Dr. Alan Clark
Scientific Advisory Board Member
The National Autism Association was deeply saddened by the loss of Alan D. Clark, M.D. A member of our scientific advisory board, Alan was respected and admired by all who had the honor of working with him. His love for his family was boundless, as was his compassion for all families affected by neurological disorders resulting from mercury exposure.
Although a genteel, soft-spoken man, Alan’s words and intellect were powerful. He was a selfless seeker of medical truth, even when that truth might prove unpopular with the medical community in which he served. Alan was one of only a handful of physicians in the entire state of Missouri brave enough to confront the reality that overexposure to mercury through vaccines has led to epidemic numbers of neurologically injured children. Alan’s tireless pursuit to educate others about the devastating effects of mercury upon children led him to all parts of the country, where all who met him were struck by his sincerity, kindness, and dedication to helping others.
Ms. Imus, a national leader in children’s health and environmental issues, is the founder and president of The Deirdre Imus Environmental Health Center ™ at Hackensack University Medical Center. The Center represents one of the first hospital-based programs whose specific mission is to identify, control, and ultimately prevent exposures to environmental factors that may cause adult, and especially pediatric cancer, as well as other health problems with our children.
Deirdre is also co-founder and co-director with husband, Don Imus, of The Imus Cattle Ranch for Kids with Cancer, a 501(C) (3) not-for-profit authentic 4,000 acre working cattle ranch in northern New Mexico, which provides the experience of the American cowboy to children suffering from cancer and various blood diseases, as well as to children who have lost a brother or sister to Sudden Infant Death Syndrome (SIDS).
Founding Board Member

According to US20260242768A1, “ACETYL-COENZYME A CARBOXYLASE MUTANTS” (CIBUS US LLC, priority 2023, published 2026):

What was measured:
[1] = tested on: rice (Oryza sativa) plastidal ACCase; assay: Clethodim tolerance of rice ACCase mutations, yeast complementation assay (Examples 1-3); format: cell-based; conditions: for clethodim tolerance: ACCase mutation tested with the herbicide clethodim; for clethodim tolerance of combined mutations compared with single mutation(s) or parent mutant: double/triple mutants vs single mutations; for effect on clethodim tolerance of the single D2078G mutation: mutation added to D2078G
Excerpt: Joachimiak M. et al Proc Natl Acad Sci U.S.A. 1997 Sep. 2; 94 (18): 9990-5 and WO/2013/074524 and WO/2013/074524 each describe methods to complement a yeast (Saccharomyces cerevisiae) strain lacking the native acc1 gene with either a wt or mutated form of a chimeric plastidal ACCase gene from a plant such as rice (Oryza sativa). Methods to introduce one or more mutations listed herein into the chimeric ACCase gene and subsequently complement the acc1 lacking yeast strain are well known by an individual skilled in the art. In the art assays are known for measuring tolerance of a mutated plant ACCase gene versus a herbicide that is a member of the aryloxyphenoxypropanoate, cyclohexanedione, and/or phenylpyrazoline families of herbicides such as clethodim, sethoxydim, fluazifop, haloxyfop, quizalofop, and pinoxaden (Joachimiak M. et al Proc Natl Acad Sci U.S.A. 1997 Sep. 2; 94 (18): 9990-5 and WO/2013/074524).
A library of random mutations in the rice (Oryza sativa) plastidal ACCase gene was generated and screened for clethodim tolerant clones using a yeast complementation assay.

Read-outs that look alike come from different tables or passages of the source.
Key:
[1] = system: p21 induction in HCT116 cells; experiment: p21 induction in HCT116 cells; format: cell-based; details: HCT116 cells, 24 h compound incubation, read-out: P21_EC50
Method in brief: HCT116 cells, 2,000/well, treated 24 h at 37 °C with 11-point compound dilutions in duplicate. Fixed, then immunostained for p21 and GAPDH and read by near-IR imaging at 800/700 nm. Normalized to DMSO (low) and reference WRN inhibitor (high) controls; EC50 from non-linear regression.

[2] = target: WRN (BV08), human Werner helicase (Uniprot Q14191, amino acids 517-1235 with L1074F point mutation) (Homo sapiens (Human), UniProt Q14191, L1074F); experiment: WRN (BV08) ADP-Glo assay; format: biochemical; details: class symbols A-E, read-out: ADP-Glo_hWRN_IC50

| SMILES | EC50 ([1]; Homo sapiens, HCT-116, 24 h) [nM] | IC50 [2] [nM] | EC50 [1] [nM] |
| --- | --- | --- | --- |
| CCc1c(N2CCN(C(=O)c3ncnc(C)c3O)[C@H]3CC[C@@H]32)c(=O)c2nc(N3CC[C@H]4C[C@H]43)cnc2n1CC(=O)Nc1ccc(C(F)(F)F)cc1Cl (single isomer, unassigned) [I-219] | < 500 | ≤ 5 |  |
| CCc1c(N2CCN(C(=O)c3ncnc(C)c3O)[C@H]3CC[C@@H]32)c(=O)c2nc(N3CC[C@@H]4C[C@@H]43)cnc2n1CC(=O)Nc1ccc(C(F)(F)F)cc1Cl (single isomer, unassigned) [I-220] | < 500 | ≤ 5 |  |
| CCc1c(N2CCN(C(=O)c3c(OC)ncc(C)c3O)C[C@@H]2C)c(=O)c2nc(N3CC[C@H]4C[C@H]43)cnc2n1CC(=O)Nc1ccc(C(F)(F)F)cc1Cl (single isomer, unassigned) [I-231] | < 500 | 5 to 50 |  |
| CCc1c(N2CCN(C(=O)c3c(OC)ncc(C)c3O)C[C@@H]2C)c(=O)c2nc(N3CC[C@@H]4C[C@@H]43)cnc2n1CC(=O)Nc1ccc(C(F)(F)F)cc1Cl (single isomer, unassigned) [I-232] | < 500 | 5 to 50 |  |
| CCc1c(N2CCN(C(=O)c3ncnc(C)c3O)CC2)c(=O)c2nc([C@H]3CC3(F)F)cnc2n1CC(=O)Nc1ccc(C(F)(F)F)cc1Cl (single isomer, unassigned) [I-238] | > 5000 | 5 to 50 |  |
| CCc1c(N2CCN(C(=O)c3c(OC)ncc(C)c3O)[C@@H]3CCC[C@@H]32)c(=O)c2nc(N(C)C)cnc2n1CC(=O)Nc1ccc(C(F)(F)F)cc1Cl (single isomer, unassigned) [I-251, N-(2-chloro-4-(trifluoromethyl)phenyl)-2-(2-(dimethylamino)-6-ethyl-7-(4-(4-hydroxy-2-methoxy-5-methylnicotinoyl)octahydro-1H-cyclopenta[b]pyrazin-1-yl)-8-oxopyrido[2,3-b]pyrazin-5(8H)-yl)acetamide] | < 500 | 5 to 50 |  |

Adrienne is a busy Mom of six whose day-time career is in the family business, Summit Chase Country Club. Outside of the family business, she is committed to fighting for families affected by autism across the country, beginning with Xander. She is also a conference speaker committed to training parents and professionals in the diverse aspects of life unique to the autism community.
Founding Board Member
Lyn, R.N., M.S.N., CRNP is a Nurse Practitioner and has worked in the nursing profession for 25 years specializing in pediatrics and women’s health care. In the late 1990’s she became involved in autism research when her son was diagnosed with pervasive developmental disorder, not otherwise specified and found to be mercury toxic. Ms. Redwood is co-author of Autism: a novel form of mercury toxicity and has testified before the Government Reform Committee on Mercury in Medicine: Are we taking unnecessary risks? As a writer and researcher on autism and mercury toxicity, Ms. Redwood has been published in Neurotoxicology, Medical Hypothesis, Molecular Psychiatry, Mothering Magazine and Autism-Aspergers Digest. She has also appeared on “Good Morning America” with Diane Sawyer and has been interviewed by U.S. News and World Report, Wired Magazine and numerous other publications. Ms. Redwood is co-founder of the Coalition for SAFEMINDS and is currently serving on the Interagency Autism Coordinating Committee.
Dr. Bernard Rimland
A research psychologist, Dr. Rimland studied the relationship between nutrition and retardation, hyperactivity, learning disabilities, delinquency and, primarily, autism since the mid-1960’s. He was the director of the Autism Research Institute, editor of the Autism Research Review International, and founder of the Autism Society of America. His book Infantile Autism: The Syndrome and Its Implications for a Neural Theory of Behavior is credited with dramatically altering the field of psychiatry with the recognition that autism is a biological disorder, not an emotional illness. Dr. Rimland served as the chief technical advisor for the Academy-award winning film Rainman.
Dr. Rimland was awarded NAA’s Pioneer Award at our first National Autism Conference, he passed away soon after. Dr. Rimland’s presence is and always will be missed in the autism community.